Beavers and sleepovers(9 Posts)
My DS 6 is about to start Beavers and we are very much looking forward to it. I just have a bit of anxiety about the sleepovers, I don't want him to miss out on anything however I am anxious because (1) he still wears night nappies and (2) i'm not sure how i feel about him sleeping away with people I don't know. Can anyone tell me their experience, are the sleepovers something they need to take part in? Thanks.
Dp a beaver leader. He usually has at least one in pull ups, if not 2-3. The leaders are totally used to it and will have arrangements in place for him to change discreetly evening and morning. Although he says come the morning they strip off and kick them into the room without a care! He'll be fine, and have a fantastic time.
When the time comes, you might find that you could volunteer as a parent helper. Most trips want them. You'll have to do a DBS check but they're generally really pleased for extra people. If you had a quiet word with his leaders, they could make sure he could get his night pants on in the bathroom/somewhere private.
Thank you both, that's very reassuring to hear that it's not unusual. He is very conscious of still being in nappies. I will definitely consider volunteering when the time comes for his first one! Thank you both.
I attended a beaver sleepover recently (I’m a cub leader) and several of the beavers were wearing pull ups at night. It’s not at all unusual at that age. The other beavers didn’t comment on it, except one child who came to ask me why ‘Fred’ was wearing a nappy. I told him it was a pull up, and I told him it was normal, and a good idea for ‘Fred’ to wear it if he felt more comfortable with it. The beaver nodded and said he thought it was a good idea too, and no more was said about it.
I’d tell your DS not to worry, but speak to the leaders if you are concerned. They can help your son find discreet ways of managing it if needed.
And if he really doesn’t want to do a sleepover, they’re not compulsory, but I wouldn’t let a pull up stop him .
I'm a brownie leader. I was recently at a brownie holiday where I was first aider. I called any girl on their own and the girl with pull ups used a separate toilet to put it on and no one knew. It was all done discretely and I would expect the Scout leaders to be the same.
I'm a Beaver leader. I invite the parents to tell me before hand if there are any issues with pull-ups/bedwetting. We make sure any children in pull-ups are given chance to get changed separately and it isn't an issue to worry about.
We are also used to dealing with wet beds and daytime accidents. Things like that happen with this age group.
I'm a beaver leader too. As said above the pull ups won't be an issue at all. While beavers can do sleepovers on their own several in our colony either opt out or bring a parent as a volunteer helper. If you did want to volunteer to help on a sleepover you'd be welcomed with open arms (there is a small bit of training you'd need to do). Beavers often do family camps where the whole family can come along. This is a great way to introduce them to camping if they are nervous - because of the two scouter rule a child can't be in a tent alone with a child that is not their own so can be hard to provide adult reassurance at night unless you have massive tents. Having said that many beavers are very happy their tent with friends or siblings. Enjoy beavers!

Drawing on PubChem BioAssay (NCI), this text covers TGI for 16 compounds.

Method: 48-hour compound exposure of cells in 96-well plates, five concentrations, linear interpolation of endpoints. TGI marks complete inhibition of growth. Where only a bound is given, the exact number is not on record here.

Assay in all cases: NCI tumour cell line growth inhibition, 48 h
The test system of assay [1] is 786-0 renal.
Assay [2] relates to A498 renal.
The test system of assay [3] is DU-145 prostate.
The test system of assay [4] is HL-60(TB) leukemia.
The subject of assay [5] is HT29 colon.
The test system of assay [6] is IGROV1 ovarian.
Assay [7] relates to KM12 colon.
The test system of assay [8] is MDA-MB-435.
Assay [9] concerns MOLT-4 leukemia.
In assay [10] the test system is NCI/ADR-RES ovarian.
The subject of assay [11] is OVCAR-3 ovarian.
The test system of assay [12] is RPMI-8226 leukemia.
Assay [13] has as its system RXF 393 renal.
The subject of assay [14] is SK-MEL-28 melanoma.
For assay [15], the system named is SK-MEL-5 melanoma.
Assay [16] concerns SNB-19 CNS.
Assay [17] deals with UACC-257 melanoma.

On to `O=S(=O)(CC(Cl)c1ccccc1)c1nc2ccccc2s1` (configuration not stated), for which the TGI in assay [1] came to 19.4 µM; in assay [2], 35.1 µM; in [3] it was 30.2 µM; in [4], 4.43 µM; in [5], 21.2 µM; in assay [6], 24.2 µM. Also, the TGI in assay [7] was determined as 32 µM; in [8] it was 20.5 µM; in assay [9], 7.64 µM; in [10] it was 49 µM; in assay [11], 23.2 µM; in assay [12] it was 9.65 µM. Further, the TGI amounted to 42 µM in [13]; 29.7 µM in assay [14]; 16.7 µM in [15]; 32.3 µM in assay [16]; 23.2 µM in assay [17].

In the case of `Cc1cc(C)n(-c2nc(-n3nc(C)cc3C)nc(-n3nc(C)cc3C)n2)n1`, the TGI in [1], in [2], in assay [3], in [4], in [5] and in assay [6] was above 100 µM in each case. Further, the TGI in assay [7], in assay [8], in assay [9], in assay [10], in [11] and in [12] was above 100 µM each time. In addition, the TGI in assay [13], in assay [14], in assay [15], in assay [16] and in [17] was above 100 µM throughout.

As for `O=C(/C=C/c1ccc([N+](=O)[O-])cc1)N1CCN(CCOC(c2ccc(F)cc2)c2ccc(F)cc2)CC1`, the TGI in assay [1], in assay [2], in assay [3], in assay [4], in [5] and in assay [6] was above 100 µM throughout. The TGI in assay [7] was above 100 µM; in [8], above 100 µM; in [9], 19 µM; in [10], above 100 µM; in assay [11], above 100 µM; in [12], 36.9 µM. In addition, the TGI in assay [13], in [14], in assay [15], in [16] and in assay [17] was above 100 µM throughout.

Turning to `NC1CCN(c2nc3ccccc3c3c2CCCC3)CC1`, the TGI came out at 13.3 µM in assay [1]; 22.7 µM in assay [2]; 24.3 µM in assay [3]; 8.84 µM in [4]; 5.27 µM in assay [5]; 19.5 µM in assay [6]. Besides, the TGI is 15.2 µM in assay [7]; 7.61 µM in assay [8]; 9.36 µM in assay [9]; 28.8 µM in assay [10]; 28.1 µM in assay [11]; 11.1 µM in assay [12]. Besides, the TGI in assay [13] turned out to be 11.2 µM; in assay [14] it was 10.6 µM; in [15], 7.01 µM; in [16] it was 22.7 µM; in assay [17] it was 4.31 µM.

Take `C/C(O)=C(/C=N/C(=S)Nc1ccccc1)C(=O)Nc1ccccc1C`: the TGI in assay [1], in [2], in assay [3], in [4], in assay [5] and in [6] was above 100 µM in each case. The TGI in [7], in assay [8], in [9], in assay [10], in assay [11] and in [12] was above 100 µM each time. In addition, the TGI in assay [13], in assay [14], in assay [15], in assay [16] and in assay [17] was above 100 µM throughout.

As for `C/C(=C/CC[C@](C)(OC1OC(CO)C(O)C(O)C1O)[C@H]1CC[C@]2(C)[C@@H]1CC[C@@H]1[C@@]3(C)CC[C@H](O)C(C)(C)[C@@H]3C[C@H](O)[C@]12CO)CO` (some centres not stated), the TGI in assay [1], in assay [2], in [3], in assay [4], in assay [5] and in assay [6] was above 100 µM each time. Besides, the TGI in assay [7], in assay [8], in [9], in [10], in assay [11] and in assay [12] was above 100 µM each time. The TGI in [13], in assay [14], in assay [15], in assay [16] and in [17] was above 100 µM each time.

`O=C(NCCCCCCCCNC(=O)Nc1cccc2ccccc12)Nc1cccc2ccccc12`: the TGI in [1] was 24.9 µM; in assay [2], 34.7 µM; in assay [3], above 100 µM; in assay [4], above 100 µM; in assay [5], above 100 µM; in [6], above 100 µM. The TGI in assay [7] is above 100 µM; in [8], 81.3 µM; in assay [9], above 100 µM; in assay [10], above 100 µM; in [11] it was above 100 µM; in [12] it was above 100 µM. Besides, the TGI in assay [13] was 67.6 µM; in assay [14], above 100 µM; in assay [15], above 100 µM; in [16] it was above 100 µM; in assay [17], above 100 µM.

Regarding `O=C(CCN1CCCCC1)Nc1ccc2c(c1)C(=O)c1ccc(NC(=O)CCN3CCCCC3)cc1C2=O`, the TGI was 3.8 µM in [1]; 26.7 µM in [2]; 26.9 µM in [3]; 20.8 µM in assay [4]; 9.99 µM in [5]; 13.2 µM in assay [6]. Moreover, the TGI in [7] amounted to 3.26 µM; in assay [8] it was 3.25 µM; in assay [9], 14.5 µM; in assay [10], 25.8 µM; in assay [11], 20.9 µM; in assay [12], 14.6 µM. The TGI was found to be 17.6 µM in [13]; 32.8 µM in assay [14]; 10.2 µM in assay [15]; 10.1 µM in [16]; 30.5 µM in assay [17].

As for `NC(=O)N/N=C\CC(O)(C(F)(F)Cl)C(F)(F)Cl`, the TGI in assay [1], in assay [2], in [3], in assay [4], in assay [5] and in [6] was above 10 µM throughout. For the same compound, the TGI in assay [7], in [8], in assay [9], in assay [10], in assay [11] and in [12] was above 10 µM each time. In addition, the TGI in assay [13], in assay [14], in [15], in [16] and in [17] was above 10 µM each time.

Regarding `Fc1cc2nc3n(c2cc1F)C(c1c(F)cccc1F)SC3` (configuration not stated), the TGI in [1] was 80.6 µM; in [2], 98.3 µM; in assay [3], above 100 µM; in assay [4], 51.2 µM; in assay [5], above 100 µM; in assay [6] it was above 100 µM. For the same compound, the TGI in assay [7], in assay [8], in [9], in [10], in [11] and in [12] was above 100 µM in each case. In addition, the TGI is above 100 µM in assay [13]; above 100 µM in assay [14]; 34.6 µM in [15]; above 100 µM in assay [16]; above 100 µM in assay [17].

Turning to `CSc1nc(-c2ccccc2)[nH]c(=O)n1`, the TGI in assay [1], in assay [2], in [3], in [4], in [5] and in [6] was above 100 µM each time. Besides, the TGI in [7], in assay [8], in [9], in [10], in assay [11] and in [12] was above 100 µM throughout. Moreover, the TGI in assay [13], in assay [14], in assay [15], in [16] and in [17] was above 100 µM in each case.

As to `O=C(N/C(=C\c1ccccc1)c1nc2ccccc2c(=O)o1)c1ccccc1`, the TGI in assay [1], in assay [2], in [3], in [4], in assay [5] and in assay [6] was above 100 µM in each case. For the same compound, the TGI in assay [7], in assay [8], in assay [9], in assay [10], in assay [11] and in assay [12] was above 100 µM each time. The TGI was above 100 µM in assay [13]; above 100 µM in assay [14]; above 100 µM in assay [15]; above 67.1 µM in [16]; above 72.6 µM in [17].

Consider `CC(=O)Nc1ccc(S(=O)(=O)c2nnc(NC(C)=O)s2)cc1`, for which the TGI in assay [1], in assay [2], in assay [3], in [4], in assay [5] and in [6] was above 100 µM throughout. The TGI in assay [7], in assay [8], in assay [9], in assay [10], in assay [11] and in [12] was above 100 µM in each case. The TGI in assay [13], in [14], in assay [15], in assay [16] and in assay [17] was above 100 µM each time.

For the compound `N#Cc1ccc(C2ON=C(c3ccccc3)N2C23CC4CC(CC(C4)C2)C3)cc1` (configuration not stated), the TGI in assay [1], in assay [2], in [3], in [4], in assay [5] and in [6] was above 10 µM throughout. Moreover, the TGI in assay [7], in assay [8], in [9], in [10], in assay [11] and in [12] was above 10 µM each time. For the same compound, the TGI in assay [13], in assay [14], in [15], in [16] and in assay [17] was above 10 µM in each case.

I know this is an oldish thread now, but another Beaver leader here!
As others have said, it is not at all uncommon for Beavers to still be in pull ups. We make sure that they have privacy to change into them without others being aware, and are able to dispose of them next morning. It may be fairly common, but we make sure that we deal with it sensitively, and the right to privacy should be a given at any nights away experience. We also make sure that we are prepared to handle any accidents.
Homesickness is another worry that parents sometimes discuss with us. We do find that the Beavers are actually a lot more resilient than expected, and we have a range of tactics to deal with this. Particularly, giving a homesick child an appropriate (and fun) job to do is often very effective. We also make sure that they are well fed, warm and as dry as possible, as well as getting them to bed at just the right time and encouraging them to have a lie in, as keeping them comfortable and occupied helps to keep them happy. Of course, a child could be picked up or phone their parents if they absolutely need to. We have found that phoning parents can actually make things worse though. - and if a Beaver is picked up it can cause the others (who were previously happy) to become homesick themselves. So, it tends to be a last resort. Having said that, if it is the right course of action (especially if a child may be ill) I will not hesitate to do the right thing by them.
Sleepovers and camps are of course not compulsory, but you may find that some leaders ask them attend at least one in order to attain their Chief Scouts Bronze Award before they move up to Cubs, as it is one of the major requirements.
We will soon be taking around half of our Beavers (some of whom will have only just turned 6) away for 2 nights along with our Cubs and Scouts at our County water sports center, and I hope to get them camping in tents for a night later in the summer too. I have to admit that I am really looking forward to it, although I am glad it is on May bank holiday weekend, as I will need a good 24 hours to recover myself!
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